Guaranteed Rate Field has arguably the worst name in the major leagues, if for no other reason than it takes too long to type it and I’m not sure there’s a decent nickname. It may not even be all that arguable, now that I think about it. But the trip to it from O’Hare is easy: Blue Line to the Green Line and then a quick walk, so bonus points for that. I had a ticket in the 500-level, which would prove to be a pain, but there’s a nice escalator system that takes you to the top. The Sox were hosting the Yankees, so the place was jumping in a way that it hadn’t been for most of the season, despite the fact that the team has been playing better than in recent years. C.C. Sabathia was on the mound for the Yanks and the home team pretty much pummeled him for a couple of innings before he was relieved of his duties. Like most of the other games on the trip, this one wasn’t close: the Sox dominated and the fans were happy.
I walked the 500-level concourse for a while, looking for food and drink choices. I stumbled upon a Buona Beef stand and decided on something that seemed REALLY Chicago-ey: a meatball sandwich. Then I saw a one of those walk-in beer stalls and realized I was close enough to Michigan for something really Michigan-ey: a Bell’s Two-Hearted Ale. This would prove to be an excellent combination.
Chicago, perhaps unsurprisingly, proved to be windy. Like, windy enough that I thought my meatball sandwich might blow out of my hand, and those meatballs were BIG. What I really loved about the sandwich was the fact that, despite the size and the wind, it actually wasn’t super messy to eat. And what I loved about the beer was the fact that it’s delicious, and you can’t find it in California, as far as I know.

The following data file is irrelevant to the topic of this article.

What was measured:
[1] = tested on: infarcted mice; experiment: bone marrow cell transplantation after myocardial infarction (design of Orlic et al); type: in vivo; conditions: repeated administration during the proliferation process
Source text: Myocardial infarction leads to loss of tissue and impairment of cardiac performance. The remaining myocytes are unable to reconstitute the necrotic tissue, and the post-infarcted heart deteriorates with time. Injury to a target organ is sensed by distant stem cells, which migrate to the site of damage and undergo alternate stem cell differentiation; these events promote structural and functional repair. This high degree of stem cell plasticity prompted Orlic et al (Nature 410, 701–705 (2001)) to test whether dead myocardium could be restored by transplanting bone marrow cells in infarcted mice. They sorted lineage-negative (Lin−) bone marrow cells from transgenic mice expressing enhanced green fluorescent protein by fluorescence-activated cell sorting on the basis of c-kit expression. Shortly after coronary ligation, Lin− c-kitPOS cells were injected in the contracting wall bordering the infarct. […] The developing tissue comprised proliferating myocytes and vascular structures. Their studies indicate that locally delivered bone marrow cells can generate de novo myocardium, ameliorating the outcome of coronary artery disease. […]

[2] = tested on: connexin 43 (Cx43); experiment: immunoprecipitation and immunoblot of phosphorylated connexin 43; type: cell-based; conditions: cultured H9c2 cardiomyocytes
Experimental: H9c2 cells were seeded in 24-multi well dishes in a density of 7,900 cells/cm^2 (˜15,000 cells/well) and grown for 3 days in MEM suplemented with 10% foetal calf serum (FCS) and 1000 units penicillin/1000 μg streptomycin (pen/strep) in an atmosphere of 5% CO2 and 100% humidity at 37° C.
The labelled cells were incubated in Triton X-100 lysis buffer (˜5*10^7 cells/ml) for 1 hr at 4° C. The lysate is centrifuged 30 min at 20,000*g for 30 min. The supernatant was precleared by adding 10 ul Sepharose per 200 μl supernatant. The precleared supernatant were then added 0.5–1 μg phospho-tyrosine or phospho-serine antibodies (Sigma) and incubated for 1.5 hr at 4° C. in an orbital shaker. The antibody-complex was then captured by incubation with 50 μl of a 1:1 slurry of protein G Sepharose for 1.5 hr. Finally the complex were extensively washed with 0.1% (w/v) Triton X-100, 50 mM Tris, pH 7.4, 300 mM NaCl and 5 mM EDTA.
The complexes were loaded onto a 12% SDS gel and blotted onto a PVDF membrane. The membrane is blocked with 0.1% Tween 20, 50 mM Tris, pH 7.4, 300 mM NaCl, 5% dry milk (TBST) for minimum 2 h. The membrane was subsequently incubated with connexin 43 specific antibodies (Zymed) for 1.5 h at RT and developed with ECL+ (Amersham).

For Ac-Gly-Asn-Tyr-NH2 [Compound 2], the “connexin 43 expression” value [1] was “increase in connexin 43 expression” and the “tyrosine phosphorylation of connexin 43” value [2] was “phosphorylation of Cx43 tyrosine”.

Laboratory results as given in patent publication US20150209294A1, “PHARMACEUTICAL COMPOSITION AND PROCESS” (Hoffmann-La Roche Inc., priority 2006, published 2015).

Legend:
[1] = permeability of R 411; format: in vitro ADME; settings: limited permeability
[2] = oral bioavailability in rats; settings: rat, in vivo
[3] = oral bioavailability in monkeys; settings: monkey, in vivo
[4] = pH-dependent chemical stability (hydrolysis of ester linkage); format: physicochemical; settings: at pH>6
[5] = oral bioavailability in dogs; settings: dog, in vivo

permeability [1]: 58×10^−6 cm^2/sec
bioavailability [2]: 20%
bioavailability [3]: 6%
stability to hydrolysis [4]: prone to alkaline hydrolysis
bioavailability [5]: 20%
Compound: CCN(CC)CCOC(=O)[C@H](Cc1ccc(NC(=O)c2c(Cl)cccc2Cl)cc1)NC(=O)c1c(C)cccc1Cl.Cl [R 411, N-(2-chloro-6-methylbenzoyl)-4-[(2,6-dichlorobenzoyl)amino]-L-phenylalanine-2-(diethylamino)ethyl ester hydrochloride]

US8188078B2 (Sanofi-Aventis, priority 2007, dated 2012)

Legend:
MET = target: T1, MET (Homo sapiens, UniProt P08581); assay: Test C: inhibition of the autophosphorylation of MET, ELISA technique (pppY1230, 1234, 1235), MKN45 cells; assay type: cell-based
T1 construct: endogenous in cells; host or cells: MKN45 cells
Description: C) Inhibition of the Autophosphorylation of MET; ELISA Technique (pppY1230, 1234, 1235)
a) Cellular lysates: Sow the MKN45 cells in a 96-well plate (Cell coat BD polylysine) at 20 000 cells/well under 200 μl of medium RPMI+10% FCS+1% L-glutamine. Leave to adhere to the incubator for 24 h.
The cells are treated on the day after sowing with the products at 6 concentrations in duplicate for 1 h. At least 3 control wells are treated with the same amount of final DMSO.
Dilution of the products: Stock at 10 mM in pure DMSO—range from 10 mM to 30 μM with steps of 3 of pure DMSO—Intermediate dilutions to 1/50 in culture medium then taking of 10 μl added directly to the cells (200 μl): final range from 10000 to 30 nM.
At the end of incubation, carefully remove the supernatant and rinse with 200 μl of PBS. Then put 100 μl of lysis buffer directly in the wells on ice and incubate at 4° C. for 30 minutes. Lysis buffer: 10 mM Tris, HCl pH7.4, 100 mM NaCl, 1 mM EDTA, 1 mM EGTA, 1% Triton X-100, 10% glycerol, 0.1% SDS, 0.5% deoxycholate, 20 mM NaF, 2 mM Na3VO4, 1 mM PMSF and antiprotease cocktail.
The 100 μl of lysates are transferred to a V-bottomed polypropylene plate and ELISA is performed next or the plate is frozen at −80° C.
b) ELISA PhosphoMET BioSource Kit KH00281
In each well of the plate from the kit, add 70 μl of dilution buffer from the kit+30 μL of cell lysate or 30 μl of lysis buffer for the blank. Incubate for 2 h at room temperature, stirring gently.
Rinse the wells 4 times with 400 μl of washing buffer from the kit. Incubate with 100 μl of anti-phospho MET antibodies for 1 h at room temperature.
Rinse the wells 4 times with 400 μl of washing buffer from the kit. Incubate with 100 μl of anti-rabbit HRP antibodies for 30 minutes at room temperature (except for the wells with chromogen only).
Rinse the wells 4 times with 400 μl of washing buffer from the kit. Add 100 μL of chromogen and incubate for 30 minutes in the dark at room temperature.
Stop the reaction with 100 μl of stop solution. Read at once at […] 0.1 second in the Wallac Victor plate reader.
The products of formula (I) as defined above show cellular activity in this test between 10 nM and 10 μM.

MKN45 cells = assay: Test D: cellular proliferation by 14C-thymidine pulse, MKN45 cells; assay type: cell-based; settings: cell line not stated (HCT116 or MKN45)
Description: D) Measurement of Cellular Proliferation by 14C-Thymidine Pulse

For a couple of innings I thoroughly enjoyed watching C.C. get shelled with the rest of the crowd in the upper deck, swigging my Two-Hearted Ale and chomping on some giant meatballs. It felt like maybe Guaranteed Rate Field was going to be a better experience than advertised. I wandered a few sections over and found Steve, an attorney who worked nearby and was enjoying a Modelo and his Sox. Steve moved around quite a bit but grew up mostly in Kansas City as a big Royals fan, idolizing the likes of Frank White and Amos Otis, George Brett and Brett Saberhagen. He had lived in Chicago since 1992.
“I was in Milwaukee and I thought I’d never live in Chicago,” he told me. “It was too big. But I couldn’t find a job. And now I’ve been here longer than anywhere else.”